Powers of Tribunal

Hon’ble Guwahati High Court in the case of Jeypore Timber & Veneer Mills (P.) Ltd. v. CIT [(1982) 137 ITR 415 (Gau)] as follows:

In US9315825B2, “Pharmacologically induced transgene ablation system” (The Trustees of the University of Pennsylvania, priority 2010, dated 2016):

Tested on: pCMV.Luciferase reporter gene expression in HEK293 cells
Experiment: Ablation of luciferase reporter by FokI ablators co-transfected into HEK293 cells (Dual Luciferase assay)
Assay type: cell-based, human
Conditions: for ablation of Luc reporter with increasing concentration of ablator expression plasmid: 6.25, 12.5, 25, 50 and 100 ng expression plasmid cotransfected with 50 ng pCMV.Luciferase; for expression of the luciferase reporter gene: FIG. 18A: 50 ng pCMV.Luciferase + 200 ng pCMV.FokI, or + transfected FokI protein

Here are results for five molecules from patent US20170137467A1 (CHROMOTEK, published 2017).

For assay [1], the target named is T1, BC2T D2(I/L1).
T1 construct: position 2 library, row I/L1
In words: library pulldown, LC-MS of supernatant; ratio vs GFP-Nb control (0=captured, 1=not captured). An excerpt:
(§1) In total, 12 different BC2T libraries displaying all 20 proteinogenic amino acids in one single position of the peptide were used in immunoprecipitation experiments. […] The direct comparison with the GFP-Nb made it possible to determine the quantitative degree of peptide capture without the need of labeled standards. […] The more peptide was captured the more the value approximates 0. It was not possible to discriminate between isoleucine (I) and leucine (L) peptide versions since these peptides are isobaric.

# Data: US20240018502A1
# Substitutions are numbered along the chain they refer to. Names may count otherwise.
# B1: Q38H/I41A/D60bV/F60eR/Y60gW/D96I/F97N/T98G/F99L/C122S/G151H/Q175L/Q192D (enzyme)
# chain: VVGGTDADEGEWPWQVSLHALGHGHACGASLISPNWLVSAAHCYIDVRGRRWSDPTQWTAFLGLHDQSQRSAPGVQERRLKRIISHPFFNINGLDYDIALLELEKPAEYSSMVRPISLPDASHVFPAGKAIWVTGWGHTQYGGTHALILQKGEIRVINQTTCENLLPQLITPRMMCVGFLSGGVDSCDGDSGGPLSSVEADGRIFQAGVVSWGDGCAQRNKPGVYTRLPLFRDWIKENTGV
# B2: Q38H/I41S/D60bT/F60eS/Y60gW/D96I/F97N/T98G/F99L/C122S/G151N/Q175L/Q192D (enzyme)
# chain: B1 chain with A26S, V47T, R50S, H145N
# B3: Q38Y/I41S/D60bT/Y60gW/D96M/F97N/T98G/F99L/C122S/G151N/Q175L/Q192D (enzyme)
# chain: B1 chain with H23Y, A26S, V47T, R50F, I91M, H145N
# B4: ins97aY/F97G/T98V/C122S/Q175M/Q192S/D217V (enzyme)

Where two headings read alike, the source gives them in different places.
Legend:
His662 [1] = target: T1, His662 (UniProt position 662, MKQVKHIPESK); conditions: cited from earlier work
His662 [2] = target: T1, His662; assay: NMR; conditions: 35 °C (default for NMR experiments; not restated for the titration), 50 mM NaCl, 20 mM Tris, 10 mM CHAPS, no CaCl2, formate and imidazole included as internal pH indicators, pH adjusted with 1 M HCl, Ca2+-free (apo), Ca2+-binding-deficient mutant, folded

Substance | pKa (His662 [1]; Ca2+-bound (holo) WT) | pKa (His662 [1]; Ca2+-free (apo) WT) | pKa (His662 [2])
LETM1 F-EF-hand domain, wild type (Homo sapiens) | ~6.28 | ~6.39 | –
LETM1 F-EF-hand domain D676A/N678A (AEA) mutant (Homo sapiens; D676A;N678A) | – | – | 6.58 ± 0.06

“Parliament in its wisdom has conferred upon the Tribunal broad and sweeping powers but at the same time controlled the powers by requisite constriction. The provision of section 254 of the Act is an enabling as well as disabling provision. A passing glance creates an impression that the Tribunal has been endowed with plenary power under section 254 of the Act to pass any order as it thinks fit. However, it is not so, as it will appear in the expression ‘such orders thereon as it thinks fit’, in section 254. The word ‘thereon’ in the expression is a serious constriction on the exercise of power by the Tribunal. It can decide only the points or grounds raised before it whereas the IT authorities can travel beyond the grounds and consider the entire assessment. The Tribunal has no power for the enhancement of any penalty or assessment nor can it remand a case with the object of such enhancement.”

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